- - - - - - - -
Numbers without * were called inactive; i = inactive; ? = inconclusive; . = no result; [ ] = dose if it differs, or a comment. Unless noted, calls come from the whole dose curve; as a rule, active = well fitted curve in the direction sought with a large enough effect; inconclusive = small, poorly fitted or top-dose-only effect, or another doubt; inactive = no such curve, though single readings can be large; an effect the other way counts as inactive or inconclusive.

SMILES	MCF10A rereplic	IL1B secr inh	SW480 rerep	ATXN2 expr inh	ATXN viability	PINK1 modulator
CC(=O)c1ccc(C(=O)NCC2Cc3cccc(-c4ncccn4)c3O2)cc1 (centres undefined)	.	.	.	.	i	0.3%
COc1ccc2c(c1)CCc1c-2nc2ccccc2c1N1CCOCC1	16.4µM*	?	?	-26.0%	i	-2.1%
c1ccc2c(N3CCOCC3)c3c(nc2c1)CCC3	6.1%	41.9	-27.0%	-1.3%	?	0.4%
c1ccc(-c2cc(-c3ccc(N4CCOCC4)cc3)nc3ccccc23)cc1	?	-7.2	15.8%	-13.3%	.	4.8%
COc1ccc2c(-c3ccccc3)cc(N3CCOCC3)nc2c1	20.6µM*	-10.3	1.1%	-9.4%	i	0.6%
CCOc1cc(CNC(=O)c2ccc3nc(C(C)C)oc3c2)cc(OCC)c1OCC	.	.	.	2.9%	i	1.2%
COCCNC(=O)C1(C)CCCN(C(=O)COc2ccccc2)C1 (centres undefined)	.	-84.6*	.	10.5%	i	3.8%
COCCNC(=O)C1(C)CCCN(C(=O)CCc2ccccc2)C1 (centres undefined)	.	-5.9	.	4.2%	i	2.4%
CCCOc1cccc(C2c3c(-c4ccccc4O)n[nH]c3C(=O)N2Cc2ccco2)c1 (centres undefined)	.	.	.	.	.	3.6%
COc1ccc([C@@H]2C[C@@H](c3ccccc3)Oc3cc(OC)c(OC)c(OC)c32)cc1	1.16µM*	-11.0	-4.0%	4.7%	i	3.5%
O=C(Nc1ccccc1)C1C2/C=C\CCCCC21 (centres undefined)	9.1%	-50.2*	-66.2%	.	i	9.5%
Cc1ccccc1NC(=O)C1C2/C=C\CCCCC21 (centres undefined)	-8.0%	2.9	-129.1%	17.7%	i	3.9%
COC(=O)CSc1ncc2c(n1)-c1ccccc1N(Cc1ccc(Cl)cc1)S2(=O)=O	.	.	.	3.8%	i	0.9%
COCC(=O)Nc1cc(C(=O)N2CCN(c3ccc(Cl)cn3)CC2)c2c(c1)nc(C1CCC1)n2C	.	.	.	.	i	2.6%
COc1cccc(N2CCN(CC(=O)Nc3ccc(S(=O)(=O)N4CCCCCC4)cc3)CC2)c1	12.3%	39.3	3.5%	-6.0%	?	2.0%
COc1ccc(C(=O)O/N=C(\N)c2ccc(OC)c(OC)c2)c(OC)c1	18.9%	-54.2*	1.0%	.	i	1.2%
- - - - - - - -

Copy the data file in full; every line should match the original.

Numbers without * were called inactive; i = inactive; ? = inconclusive; . = no result; [ ] = dose if it differs, or a comment. Unless noted, calls come from the whole dose curve; as a rule, active = well fitted curve in the direction sought with a large enough effect; inconclusive = small, poorly fitted or top-dose-only effect, or another doubt; inactive = no such curve, though single readings can be large; an effect the other way counts as inactive or inconclusive.

SMILES	MCF10A rereplic	IL1B secr inh	SW480 rerep	ATXN2 expr inh	ATXN viability	PINK1 modulator
CC(=O)c1ccc(C(=O)NCC2Cc3cccc(-c4ncccn4)c3O2)cc1 (centres undefined)	.	.	.	.	i	0.3%
COc1ccc2c(c1)CCc1c-2nc2ccccc2c1N1CCOCC1	16.4µM*	?	?	-26.0%	i	-2.1%
c1ccc2c(N3CCOCC3)c3c(nc2c1)CCC3	6.1%	41.9	-27.0%	-1.3%	?	0.4%
c1ccc(-c2cc(-c3ccc(N4CCOCC4)cc3)nc3ccccc23)cc1	?	-7.2	15.8%	-13.3%	.	4.8%
COc1ccc2c(-c3ccccc3)cc(N3CCOCC3)nc2c1	20.6µM*	-10.3	1.1%	-9.4%	i	0.6%
CCOc1cc(CNC(=O)c2ccc3nc(C(C)C)oc3c2)cc(OCC)c1OCC	.	.	.	2.9%	i	1.2%
COCCNC(=O)C1(C)CCCN(C(=O)COc2ccccc2)C1 (centres undefined)	.	-84.6*	.	10.5%	i	3.8%
COCCNC(=O)C1(C)CCCN(C(=O)CCc2ccccc2)C1 (centres undefined)	.	-5.9	.	4.2%	i	2.4%
CCCOc1cccc(C2c3c(-c4ccccc4O)n[nH]c3C(=O)N2Cc2ccco2)c1 (centres undefined)	.	.	.	.	.	3.6%
COc1ccc([C@@H]2C[C@@H](c3ccccc3)Oc3cc(OC)c(OC)c(OC)c32)cc1	1.16µM*	-11.0	-4.0%	4.7%	i	3.5%
O=C(Nc1ccccc1)C1C2/C=C\CCCCC21 (centres undefined)	9.1%	-50.2*	-66.2%	.	i	9.5%
Cc1ccccc1NC(=O)C1C2/C=C\CCCCC21 (centres undefined)	-8.0%	2.9	-129.1%	17.7%	i	3.9%
COC(=O)CSc1ncc2c(n1)-c1ccccc1N(Cc1ccc(Cl)cc1)S2(=O)=O	.	.	.	3.8%	i	0.9%
COCC(=O)Nc1cc(C(=O)N2CCN(c3ccc(Cl)cn3)CC2)c2c(c1)nc(C1CCC1)n2C	.	.	.	.	i	2.6%
COc1cccc(N2CCN(CC(=O)Nc3ccc(S(=O)(=O)N4CCCCCC4)cc3)CC2)c1	12.3%	39.3	3.5%	-6.0%	?	2.0%
COc1ccc(C(=O)O/N=C(\N)c2ccc(OC)c(OC)c2)c(OC)c1	18.9%	-54.2*	1.0%	.	i	1.2%